D'OLIVIERA v. Rare Hospitality Intern., Inc., 150 F. Supp. 2d 346 (D.R.I. 2001)
July 18, 2001
RARE HOSPITALITY INTERNATIONAL, INC., Defendant.
United States District Court, D. Rhode Island.
*347 *348 Jeffrey S. Michaelson, Michaelson & Michaelson, Providence, RI, for Plaintiff.
R. Kelly Sheridan, Jr., Roberts, Carroll, Feldstein & Peirce, Inc., Providence, RI, for Defendant.
OPINION AND ORDER
LAGUEUX, District Judge,
Plaintiff, James D'Oliviera, commenced this action as a one-count (Count I) breach of contract case in Providence County Superior Court, after the defendant refused to grant him severance pay under an employee severance plan. Plaintiff subsequently filed an amended complaint in Superior Court in which he added a claim for violation of the Employee Retirement Income Security Act, 29 U.S.C. § 1001-1194 (1974) ("ERISA" or "the Act"), which he designated as Count III. He also added a second breach of contract claim blaming defendant for his inability to exercise certain stock options, which he designated as Count II. Defendant, Rare Hospitality International, Inc. ("RHI"), removed the action to this Court on or about May 8, 2000, claiming that since the amended complaint stated an ERISA cause of action, a federal question was presented. Defendant later filed a motion for summary judgement, arguing that there is no basis in fact or law for plaintiff's allegations of breach of contract, or a violation of ERISA. Plaintiff argues that the severance benefit plans involved in this case do not constitute welfare benefit plans under ERISA, and thus requests that this case be remanded to state court for resolution of the state law breach of contract claims.
Therefore, the primary question before this Court is whether the two severance plans in question constitute ERISA plans. This Court concludes that neither severance plan is an ERISA plan, and therefore grants defendant's motion for summary judgement on the ERISA claim (Count III) and remands this case to Providence County Superior Court for adjudication of the two remaining state law claims for breach of contract (Counts I and II).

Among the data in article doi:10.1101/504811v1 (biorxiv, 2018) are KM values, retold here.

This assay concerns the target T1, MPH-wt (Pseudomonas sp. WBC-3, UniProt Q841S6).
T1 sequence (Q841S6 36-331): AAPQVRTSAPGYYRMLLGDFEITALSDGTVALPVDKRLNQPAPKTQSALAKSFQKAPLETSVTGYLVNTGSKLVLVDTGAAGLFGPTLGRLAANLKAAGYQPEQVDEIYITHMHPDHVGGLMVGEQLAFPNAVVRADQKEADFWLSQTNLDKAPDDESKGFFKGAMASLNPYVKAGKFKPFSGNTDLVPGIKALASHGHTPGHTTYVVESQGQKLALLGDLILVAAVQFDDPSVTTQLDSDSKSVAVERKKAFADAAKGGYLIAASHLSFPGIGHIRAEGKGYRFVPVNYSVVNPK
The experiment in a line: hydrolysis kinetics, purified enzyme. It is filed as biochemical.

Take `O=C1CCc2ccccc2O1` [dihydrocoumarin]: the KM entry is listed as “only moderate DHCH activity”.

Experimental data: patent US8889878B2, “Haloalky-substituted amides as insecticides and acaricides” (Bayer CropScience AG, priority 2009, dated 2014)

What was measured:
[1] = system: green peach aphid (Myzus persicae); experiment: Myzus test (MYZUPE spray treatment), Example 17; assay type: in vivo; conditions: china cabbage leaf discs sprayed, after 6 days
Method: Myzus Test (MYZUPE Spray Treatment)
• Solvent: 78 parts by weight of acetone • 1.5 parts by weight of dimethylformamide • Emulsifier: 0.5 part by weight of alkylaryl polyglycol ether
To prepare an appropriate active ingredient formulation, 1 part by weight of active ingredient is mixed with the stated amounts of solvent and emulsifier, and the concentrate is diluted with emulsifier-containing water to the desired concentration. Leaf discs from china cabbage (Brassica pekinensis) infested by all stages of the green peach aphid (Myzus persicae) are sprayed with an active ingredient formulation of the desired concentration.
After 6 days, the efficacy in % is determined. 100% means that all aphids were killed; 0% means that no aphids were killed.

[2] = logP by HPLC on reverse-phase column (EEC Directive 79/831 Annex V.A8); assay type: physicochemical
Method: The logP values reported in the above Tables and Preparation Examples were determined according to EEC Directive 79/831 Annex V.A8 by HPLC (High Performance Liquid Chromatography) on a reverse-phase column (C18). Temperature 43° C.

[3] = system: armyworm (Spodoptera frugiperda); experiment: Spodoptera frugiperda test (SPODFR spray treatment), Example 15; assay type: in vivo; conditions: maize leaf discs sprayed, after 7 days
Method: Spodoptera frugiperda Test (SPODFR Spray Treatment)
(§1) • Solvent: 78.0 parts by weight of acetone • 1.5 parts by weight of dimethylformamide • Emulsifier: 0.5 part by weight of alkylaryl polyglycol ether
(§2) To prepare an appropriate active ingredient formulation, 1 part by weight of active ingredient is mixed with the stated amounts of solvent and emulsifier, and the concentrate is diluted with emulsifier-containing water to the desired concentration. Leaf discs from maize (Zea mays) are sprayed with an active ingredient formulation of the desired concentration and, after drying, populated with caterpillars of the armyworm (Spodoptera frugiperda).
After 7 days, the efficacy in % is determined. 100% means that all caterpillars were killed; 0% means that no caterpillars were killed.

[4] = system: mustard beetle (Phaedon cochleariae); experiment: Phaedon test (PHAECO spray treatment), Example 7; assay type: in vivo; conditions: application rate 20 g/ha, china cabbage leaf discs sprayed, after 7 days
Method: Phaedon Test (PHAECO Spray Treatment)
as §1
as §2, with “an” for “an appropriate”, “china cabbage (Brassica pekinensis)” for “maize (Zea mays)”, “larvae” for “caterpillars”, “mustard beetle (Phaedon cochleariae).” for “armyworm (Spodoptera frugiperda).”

Plaintiff was employed by RHI's predecessor as a corporate executive chef at the Capital Grille, where a severance plan (hereinafter "original plan") had been established for the benefit of terminated employees. After the restaurant came under the ownership of RHI, plaintiff became an employee of defendant. The original severance plan was subsequently amended (hereinafter "new plan"), and became effective February 1, 1999. On or about March 3, 1999, plaintiff was offered severance benefits pursuant to the new plan on the condition that he resign. Because this severance pay amounted to roughly one third of the amount that the plaintiff thought he was entitled to under the original plan, he refused the offer. He was thereafter fired, and was denied severance pay completely. Furthermore, after having been informed his termination was "for cause," plaintiff failed to exercise his stock options.
Plaintiff filed this action to recover monies allegedly owed to him pursuant to the original plan, as well as damages to compensate him for the lost value of the stock options.
II STANDARD OF REVIEW
Rule 56(c) of the Federal Rules of Civil Procedure sets forth the standard for ruling on a motion for summary judgment:
*349 The judgment sought shall be rendered forthwith if the pleadings, depositions, answers to interrogatories, and admissions on file, together with the affidavits, if any, show that there is no genuine issue as to any material fact and that the moving party is entitled to a judgment as a matter of law.
Fed.R.Civ.P. 56(c). Thus, the crucial question becomes whether a genuine issue of material fact exists. "Material facts are those `that might affect the outcome of the suit under the governing law.'" Morrissey v. Boston Five Cents Savings Bank, 54 F.3d 27, 31 (1st Cir. 1995) (quoting Anderson v. Liberty Lobby, Inc., 477 U.S. 242, 248, 106 S. Ct. 2505, 91 L. Ed. 2d 202 (1986)). "A dispute as to a material fact is genuine `if the evidence is such that a reasonable jury could return a verdict for the nonmoving party.'" Morrissey, 54 F.3d at 31. Summary judgment is only available when there is no dispute of material fact and only questions of law remain. See Blackie v. Maine, 75 F.3d 716, 721 (1st Cir.1996), reiterated in Mills v. State of Maine, 118 F.3d 37 (1st Cir.1997).
In this instance, however, plaintiff has failed to provide the Court with a Statement of Disputed Material Facts as required by Local Rule 12.1. Accordingly, the Court accepts the facts as they appear in Defendant's Statement of Undisputed Facts in support of its Motion for Summary Judgement. Local Rule 12.1 provides that "[a]ny party opposing a motion [for summary judgement] shall serve and file, together with the opposing memorandum of law required under Rule 12 of these Rules, a concise statement of all material facts as to which he contends there is a genuine issue necessary to be litigated." D.R.I.R. 12.1(a) (2). Moreover, in deciding a motion for summary judgement: